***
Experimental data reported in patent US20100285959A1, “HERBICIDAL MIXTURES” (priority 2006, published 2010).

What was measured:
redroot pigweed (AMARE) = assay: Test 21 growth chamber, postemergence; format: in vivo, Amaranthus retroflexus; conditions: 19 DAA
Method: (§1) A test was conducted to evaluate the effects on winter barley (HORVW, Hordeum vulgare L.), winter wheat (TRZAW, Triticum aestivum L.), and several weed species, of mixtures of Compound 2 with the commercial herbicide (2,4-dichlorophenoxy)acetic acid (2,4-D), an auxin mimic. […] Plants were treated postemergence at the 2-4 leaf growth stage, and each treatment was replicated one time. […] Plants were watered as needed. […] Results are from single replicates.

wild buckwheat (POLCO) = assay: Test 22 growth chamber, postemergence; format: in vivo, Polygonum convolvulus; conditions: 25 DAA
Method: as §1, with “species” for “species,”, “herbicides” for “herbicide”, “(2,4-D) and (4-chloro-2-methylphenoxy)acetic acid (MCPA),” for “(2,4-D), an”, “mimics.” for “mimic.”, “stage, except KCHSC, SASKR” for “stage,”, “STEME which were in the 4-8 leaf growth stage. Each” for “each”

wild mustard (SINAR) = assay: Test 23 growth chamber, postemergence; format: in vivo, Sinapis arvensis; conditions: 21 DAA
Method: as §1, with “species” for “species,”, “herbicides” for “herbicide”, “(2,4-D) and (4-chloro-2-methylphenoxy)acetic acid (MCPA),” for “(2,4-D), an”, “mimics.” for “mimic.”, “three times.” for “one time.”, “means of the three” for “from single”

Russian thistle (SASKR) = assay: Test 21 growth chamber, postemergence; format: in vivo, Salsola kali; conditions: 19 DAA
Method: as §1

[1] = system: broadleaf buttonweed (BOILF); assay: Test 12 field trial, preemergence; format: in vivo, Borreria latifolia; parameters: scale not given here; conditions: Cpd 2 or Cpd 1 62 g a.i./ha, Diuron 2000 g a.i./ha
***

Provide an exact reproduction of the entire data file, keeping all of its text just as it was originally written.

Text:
Experimental data reported in patent US20100285959A1, “HERBICIDAL MIXTURES” (priority 2006, published 2010).

What was measured:
redroot pigweed (AMARE) = assay: Test 21 growth chamber, postemergence; format: in vivo, Amaranthus retroflexus; conditions: 19 DAA
Method: (§1) A test was conducted to evaluate the effects on winter barley (HORVW, Hordeum vulgare L.), winter wheat (TRZAW, Triticum aestivum L.), and several weed species, of mixtures of Compound 2 with the commercial herbicide (2,4-dichlorophenoxy)acetic acid (2,4-D), an auxin mimic. […] Plants were treated postemergence at the 2-4 leaf growth stage, and each treatment was replicated one time. […] Plants were watered as needed. […] Results are from single replicates.

wild buckwheat (POLCO) = assay: Test 22 growth chamber, postemergence; format: in vivo, Polygonum convolvulus; conditions: 25 DAA
Method: as §1, with “species” for “species,”, “herbicides” for “herbicide”, “(2,4-D) and (4-chloro-2-methylphenoxy)acetic acid (MCPA),” for “(2,4-D), an”, “mimics.” for “mimic.”, “stage, except KCHSC, SASKR” for “stage,”, “STEME which were in the 4-8 leaf growth stage. Each” for “each”

wild mustard (SINAR) = assay: Test 23 growth chamber, postemergence; format: in vivo, Sinapis arvensis; conditions: 21 DAA
Method: as §1, with “species” for “species,”, “herbicides” for “herbicide”, “(2,4-D) and (4-chloro-2-methylphenoxy)acetic acid (MCPA),” for “(2,4-D), an”, “mimics.” for “mimic.”, “three times.” for “one time.”, “means of the three” for “from single”

Russian thistle (SASKR) = assay: Test 21 growth chamber, postemergence; format: in vivo, Salsola kali; conditions: 19 DAA
Method: as §1

[1] = system: broadleaf buttonweed (BOILF); assay: Test 12 field trial, preemergence; format: in vivo, Borreria latifolia; parameters: scale not given here; conditions: Cpd 2 or Cpd 1 62 g a.i./ha, Diuron 2000 g a.i./ha